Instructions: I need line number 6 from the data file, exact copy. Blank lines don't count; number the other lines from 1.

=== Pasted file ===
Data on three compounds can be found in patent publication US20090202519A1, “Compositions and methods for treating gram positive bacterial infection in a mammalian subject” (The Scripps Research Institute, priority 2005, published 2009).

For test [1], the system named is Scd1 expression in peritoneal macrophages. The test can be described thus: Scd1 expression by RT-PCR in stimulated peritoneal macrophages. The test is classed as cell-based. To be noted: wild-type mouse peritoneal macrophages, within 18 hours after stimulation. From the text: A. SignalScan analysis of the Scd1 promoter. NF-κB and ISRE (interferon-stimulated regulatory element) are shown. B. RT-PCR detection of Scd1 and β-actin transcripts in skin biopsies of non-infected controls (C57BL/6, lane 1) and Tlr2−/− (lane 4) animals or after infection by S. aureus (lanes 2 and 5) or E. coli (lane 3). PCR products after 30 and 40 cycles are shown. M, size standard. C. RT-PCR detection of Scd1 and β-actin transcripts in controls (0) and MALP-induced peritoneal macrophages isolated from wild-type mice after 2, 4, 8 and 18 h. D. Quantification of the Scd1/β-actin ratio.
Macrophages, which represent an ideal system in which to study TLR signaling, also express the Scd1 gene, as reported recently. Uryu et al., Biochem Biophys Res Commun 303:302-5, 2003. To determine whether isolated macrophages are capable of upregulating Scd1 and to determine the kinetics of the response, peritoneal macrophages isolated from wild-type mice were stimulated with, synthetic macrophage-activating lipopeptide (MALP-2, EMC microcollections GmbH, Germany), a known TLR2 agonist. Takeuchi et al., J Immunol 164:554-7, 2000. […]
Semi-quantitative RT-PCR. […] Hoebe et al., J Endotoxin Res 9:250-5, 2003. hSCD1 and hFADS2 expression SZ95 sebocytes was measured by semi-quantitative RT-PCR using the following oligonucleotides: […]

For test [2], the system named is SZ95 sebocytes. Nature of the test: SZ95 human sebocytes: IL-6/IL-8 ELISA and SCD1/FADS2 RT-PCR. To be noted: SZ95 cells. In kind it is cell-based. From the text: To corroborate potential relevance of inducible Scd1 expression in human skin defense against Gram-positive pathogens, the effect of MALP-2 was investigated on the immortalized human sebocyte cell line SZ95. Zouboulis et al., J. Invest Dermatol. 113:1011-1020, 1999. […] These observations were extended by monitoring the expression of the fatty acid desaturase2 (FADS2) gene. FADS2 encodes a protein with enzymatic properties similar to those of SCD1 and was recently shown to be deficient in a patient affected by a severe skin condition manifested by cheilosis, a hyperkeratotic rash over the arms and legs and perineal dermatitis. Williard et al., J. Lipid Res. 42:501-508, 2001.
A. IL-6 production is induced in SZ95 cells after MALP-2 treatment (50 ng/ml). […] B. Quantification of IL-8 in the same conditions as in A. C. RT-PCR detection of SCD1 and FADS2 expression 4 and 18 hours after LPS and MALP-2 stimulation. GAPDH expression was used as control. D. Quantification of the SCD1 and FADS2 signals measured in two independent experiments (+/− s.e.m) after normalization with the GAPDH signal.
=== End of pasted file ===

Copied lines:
A. IL-6 production is induced in SZ95 cells after MALP-2 treatment (50 ng/ml). […] B. Quantification of IL-8 in the same conditions as in A. C. RT-PCR detection of SCD1 and FADS2 expression 4 and 18 hours after LPS and MALP-2 stimulation. GAPDH expression was used as control. D. Quantification of the SCD1 and FADS2 signals measured in two independent experiments (+/− s.e.m) after normalization with the GAPDH signal.